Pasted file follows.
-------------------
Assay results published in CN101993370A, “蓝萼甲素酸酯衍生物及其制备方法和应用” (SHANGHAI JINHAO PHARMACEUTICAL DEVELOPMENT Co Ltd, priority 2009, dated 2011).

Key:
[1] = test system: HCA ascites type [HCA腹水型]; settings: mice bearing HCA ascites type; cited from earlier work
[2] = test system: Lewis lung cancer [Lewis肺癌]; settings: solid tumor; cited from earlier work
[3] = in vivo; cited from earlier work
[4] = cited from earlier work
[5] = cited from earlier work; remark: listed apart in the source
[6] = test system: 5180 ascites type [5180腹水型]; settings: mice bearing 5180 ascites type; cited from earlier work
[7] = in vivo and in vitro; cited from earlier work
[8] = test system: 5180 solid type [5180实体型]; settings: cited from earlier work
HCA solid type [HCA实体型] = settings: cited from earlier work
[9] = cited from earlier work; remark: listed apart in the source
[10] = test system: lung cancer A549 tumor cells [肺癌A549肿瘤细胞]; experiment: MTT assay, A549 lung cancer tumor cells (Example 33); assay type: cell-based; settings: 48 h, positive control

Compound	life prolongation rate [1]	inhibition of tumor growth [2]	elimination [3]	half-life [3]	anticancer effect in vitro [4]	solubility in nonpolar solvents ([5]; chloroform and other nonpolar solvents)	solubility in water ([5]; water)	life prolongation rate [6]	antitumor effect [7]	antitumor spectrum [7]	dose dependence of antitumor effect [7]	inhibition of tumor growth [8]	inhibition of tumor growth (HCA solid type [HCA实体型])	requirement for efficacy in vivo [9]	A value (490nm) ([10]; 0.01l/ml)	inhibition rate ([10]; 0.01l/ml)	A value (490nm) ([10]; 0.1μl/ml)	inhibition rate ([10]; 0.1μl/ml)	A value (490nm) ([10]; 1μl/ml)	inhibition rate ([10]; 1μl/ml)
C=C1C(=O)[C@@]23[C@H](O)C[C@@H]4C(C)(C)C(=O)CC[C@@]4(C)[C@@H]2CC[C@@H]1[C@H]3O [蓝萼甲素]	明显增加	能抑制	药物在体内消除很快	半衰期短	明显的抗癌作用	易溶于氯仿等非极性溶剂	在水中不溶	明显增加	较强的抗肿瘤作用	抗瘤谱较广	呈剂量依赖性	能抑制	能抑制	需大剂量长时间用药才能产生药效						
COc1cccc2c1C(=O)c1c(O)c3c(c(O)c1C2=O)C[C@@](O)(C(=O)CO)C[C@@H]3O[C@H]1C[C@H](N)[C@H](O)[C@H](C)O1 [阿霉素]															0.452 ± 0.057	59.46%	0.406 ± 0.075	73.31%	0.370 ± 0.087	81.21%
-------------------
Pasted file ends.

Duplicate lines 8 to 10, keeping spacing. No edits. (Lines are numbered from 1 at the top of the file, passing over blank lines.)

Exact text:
[6] = test system: 5180 ascites type [5180腹水型]; settings: mice bearing 5180 ascites type; cited from earlier work
[7] = in vivo and in vitro; cited from earlier work
[8] = test system: 5180 solid type [5180实体型]; settings: cited from earlier work